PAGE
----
Thursday 17 June 2010

Pilgrim Street to get a much needed facelift

Bulldozers set to start work on Pilgrim Street
Jun 8 2010
by Amy Hunt
Evening Chronicle

DEMOLITION of eyesore buildings on a major Newcastle street is set to start.

Bulldozers should move into Pilgrim Street later this month to begin flattening properties and kick off the redevelopment of the area.

The former Bank of England and Bank House will be the first well-known buildings to be demolished.

The Bank of England site, at the bottom of Pilgrim Street next to the Swan House Roundabout, is earmarked for a new seven-storey office development, though it is unclear how quickly rebuilding work could start.

The former Odeon Cinema and the Dex car park opposite the new city Library are also set to be pulled down in the longer term.

The landmark buildings, which once made Pilgrim Street the “gateway to Newcastle”, are considered by council chiefs to be unsightly and an obstacle to improving the look of the area.

Developer Brookfield has yet to firm up plans for much of the East Pilgrim Street redevelopment area, but new shops, offices, hotels and student flats could be built.

Alan Peach, director of Brookfield, which owns much of the land in the area, said demolition of the first buildings was due to begin at the end of this month or early next. He said: “The first work that those visiting the city centre will see will be at the south end of the site.

“The Bank of England is an excellent headquarters office site and by demolishing it it’s bringing us to the stage of getting it back into use.”

Coun Bill Shepherd, the council’s executive member for regeneration, said: “It sounds to me like everything is going to plan and I’m delighted it is moving forward.”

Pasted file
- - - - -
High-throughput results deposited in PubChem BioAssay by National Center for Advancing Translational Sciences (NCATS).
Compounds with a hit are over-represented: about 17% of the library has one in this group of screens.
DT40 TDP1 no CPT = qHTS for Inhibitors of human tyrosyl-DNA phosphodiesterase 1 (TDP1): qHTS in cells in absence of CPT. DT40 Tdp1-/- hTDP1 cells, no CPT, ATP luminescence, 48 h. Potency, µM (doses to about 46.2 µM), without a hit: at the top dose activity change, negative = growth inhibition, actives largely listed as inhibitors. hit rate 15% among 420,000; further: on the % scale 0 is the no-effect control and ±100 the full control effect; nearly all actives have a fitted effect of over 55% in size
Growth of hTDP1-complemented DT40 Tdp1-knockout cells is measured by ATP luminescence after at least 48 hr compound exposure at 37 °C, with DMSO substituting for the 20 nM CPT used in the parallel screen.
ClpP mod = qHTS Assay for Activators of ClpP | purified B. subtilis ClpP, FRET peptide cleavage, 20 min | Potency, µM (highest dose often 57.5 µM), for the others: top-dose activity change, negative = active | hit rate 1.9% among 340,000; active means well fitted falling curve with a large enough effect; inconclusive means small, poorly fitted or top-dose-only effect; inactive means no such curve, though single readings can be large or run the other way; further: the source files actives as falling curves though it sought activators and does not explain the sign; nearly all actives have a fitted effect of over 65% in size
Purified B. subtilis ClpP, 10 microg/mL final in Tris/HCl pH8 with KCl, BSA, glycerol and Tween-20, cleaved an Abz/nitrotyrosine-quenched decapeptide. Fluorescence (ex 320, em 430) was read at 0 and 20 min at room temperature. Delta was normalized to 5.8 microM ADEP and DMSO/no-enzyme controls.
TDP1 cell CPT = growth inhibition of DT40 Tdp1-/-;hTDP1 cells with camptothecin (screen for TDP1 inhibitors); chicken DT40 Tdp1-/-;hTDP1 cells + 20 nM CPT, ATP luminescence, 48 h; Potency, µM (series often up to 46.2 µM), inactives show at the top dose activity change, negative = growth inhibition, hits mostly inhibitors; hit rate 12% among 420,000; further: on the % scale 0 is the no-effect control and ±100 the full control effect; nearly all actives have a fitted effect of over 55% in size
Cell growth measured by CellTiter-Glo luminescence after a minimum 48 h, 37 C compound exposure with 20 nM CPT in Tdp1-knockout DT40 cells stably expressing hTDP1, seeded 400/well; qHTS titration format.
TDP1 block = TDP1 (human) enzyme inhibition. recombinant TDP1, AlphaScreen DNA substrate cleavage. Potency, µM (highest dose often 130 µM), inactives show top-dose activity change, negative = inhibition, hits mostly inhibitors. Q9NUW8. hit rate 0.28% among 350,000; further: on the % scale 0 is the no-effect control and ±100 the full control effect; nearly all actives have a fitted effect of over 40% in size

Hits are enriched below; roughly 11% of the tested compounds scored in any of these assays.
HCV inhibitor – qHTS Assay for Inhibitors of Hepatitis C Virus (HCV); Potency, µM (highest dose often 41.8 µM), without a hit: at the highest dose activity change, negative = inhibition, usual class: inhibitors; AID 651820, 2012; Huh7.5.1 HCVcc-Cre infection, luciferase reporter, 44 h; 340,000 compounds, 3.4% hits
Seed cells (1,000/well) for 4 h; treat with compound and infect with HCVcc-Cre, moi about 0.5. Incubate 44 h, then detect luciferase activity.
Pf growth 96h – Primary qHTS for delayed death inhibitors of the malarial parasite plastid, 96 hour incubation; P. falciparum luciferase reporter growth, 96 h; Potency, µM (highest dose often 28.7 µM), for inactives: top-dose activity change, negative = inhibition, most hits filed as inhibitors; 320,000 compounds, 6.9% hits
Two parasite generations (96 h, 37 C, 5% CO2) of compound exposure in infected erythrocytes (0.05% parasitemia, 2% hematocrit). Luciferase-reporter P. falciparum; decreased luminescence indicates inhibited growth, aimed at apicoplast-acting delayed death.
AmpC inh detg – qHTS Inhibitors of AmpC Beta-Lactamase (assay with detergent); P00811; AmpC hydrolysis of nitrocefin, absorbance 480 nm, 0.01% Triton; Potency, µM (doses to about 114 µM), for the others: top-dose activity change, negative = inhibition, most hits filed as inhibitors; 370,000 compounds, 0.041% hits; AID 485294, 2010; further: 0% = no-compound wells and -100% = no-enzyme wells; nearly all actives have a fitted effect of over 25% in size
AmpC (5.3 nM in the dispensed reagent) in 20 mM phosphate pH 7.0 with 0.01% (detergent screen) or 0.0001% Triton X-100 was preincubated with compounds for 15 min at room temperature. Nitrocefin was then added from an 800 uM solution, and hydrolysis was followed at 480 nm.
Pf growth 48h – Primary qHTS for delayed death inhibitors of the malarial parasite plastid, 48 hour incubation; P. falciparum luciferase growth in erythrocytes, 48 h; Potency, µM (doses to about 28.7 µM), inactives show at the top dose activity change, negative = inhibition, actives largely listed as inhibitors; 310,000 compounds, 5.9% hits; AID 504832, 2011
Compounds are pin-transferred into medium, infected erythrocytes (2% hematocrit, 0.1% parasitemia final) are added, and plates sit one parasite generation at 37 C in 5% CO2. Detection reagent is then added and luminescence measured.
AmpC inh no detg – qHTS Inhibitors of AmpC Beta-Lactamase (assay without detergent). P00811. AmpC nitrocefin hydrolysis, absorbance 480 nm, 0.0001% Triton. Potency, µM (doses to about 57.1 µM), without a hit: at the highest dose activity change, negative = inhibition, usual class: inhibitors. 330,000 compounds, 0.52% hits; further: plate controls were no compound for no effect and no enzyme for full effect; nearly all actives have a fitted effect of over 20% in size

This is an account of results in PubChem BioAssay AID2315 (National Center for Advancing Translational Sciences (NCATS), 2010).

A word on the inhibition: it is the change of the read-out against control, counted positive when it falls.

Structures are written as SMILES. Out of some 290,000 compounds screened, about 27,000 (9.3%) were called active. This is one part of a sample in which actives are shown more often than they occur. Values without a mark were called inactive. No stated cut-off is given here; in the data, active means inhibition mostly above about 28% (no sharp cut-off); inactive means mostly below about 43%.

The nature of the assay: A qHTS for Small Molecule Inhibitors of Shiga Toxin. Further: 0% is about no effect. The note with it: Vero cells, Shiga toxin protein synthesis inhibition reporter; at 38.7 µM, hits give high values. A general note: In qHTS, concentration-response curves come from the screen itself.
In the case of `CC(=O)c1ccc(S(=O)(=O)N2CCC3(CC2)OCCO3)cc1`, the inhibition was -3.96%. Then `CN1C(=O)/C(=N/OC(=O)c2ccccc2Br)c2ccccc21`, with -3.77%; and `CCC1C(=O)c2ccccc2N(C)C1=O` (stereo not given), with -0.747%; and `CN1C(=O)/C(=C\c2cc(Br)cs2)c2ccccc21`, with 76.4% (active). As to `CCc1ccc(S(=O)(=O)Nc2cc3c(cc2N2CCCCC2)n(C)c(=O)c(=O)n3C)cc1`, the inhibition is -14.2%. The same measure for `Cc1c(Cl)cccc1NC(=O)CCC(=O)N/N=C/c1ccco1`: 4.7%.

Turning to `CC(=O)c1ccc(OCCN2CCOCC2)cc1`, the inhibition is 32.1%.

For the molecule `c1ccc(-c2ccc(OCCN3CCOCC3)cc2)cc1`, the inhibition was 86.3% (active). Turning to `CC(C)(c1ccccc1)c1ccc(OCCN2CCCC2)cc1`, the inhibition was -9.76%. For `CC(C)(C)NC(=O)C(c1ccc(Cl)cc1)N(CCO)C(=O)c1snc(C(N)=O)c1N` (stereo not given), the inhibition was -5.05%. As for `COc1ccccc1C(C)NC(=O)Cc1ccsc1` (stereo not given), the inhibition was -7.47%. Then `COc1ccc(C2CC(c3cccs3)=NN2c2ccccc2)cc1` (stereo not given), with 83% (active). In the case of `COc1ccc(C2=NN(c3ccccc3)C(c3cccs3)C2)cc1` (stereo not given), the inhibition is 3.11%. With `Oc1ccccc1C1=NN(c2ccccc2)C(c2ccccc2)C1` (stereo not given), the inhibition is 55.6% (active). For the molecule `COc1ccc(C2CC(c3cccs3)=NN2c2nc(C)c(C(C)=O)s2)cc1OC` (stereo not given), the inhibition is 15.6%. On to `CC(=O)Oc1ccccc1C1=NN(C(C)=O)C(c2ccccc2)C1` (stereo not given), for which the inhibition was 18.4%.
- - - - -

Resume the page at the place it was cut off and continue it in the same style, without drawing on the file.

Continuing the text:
The plans for East Pilgrim Street have proved controversial, not least because they involve the demolition of the art-deco Odeon, which conservation groups are desperate to protect.

Opened in 1931, the cinema was listed in 1999, on the advice of English Heritage, but was controversially de-listed by the Department for Culture, Media and Sport less than eight months later, following an appeal by the building’s then owners Cinven. A campaign to re-list it failed.
In January Newcastle City Council admitted it could not stop the demolition but would work to see if there were any features inside worth saving.

Mr Peach said Brookfield had met with local interest groups and the city council over the cinema and how the history of the building could best be preserved.

Photo from The art-deco Dex car park on New Bridge Street was also the subject of failed efforts to get it listed last year.

Meanwhile hundreds of workers are in the process of moving out of Carliol House, on the corner of Pilgrim Street and Market Street.

Energy firm npower is moving all 900 staff from the city centre site to new offices at Rainton Bridge business park in Sunderland.

The Grade II-listed building, which was built in the 1920s, is now earmarked for renovation as part of the development of the East Pilgrim Street area.

The aim is to turn it into a four-star hotel, although work is unlikely to start for another nine to 12 months and the property is likely to remain empty until then.
Carliol House began life as the purpose-built headquarters of the Newcastle-upon-Tyne Electric Supply Company, which later became Northern Electric.

The offices were sold to Innology, a subsidiary of npower, in 2000. In 2002 Innology was acquired by RWE and became RWE npower, the UK energy business of the RWE Group.

As previously reported in the Chronicle, council chiefs have also written to the owners of other buildings on Pilgrim Street asking them to make repairs and make them look better while the regeneration is going on.

If memory serves, the Odeon was listed on the strength of its art-deco interior, which was then stripped by its owners so they - allegedly - could sell the place for redevelopment. Or something like that.

Most of Pilgrim Street, barring the Tyneside Cinema, Alderman Fenwick's House and the nearby block housing the Italian bars and restaurants, has been in a wretched state for years, either because of long-term neglect or because the buildings were awful when they were built, like the Bank of England and Bank House and the dreadful Commercial Union building next to the Odeon. Who'd have thought the Monkey Bar, with its blistered exterior, was a town house dating from the 1740s? Mind you, I suspect some have the regulars have been there almost that long...

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